Riding a motorcycle can be great. It is not just the speed. That is certainly part of it to be sure, but that is not all of it. Despite the abject terror that can come with being a passenger, being a driver of such a vehicle, particularly if one is good at it, can be an entirely unique driving experience.

Think about it, motorcycles combine the direct control and exposed, part of the environment feeling of a bicycle with the power and speed of a car. This is also part of the reason that surfing is so popular in some quarters and is something that cannot really be understood by someone who has never done it.

The best way it can be described, particularly in the pre standing stage, is that it is like being part of the wave. Sadly it is not all fun and awesomeness. Because of their weight due to size of their engines and two-wheeled design, motorcycles are not widely renowned for their balance.

Tipping, or at least the risk of tipping, is something that every motorcycle rider has to deal with at some point in their riding life. And once a bike goes over, just try to get it back up. I dare you. Particularly if you are at a busy corner. A nasty situation to be sure, though it is also almost a right of passage.

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Fortunately, like many similar defining moments, this has been done away with. Not only are three-wheeled motorcycles gaining popularity to the point that industry granddaddy Harley-Davidson have started producing them. For those traditionalist who still insist on two wheels there is hope also. The bright sparks over at Honda have come up with a self-balancing motorcycle that is easy to ride. Say hello to the Honda Riding Assist.

Ghost bike

How well does the bike self-balance? So well that when it was officially unveiled at CES, the demonstration did not require a rider, the bike essentially riding itself, as though having gone sentient, Knight Rider style, or being ridden by a ghost. There are also images on the Internet, the harbinger of all things, of engineers testing the bike, their hands nowhere near the handle bars.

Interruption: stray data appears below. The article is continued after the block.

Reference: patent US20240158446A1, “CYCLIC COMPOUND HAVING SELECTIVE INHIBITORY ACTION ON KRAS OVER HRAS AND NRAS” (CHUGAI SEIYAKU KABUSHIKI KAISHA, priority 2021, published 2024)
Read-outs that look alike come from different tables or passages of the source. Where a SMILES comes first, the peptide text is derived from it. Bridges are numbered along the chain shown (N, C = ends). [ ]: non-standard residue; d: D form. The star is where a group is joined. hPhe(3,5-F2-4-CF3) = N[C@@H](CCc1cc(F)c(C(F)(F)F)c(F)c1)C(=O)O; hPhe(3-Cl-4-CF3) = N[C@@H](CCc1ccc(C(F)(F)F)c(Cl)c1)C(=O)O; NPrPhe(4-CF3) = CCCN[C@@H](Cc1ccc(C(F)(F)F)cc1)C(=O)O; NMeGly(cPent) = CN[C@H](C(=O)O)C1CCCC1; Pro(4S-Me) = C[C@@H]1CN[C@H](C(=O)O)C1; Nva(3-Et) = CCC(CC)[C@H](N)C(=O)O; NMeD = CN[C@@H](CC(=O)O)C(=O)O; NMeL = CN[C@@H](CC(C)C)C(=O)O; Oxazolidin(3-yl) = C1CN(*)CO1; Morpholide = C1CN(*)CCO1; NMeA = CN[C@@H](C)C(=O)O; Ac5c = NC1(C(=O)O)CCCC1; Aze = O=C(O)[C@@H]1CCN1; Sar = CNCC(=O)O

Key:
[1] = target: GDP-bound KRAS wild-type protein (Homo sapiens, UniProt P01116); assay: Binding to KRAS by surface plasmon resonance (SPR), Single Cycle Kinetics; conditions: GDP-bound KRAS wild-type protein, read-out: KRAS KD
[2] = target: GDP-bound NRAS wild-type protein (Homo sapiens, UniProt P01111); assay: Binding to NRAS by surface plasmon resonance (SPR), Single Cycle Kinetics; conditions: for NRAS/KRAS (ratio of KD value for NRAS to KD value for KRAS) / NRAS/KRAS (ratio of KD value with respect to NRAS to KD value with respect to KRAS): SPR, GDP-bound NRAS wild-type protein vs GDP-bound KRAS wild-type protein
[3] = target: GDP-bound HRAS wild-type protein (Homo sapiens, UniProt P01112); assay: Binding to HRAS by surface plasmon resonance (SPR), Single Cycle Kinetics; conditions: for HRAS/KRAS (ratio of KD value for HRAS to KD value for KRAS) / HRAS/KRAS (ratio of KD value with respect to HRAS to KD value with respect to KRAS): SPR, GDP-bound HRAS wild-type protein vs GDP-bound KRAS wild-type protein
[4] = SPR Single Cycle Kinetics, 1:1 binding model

How Honda Riding Assist works

Unlike some designs such as the BMW Motorrad concept motorcycle which, taking a page from Segway, the new Honda bike does not use hefty, hard to handle gyroscopic technology to keep it upright, which is generally a good thing as motorcycles are pretty hefty on their own.

Going even farther into the realm of science fiction than that, the bike actually uses a similar system to that of the Asimo robot and the Uni-Cub electric mobility scooter. This is because the handlebars and forks are possessed of a spate motor of their very own that move them while disconnected when in steer-wire mode.

They remain synchronized so the rider remains in complete control even at low speeds. And that is very low speed indeed, conventional steering returning when the bike goes over 3 mph.

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Trevor McNeil spent much of his childhood playing video-games on early-form personal computers back when the disks were literally floppy. He attended the University of Victoria, completing a degree in Social Science with a concentration in Technology In Society, while also writing for the campus newspaper. He has written articles for such diverse publications as Humanity Death Watch, PopMatters and Perfect Sound Forever. He is a veteran of numerous “watershed moments” in the history of technological development and firmly believes that Han shot first.

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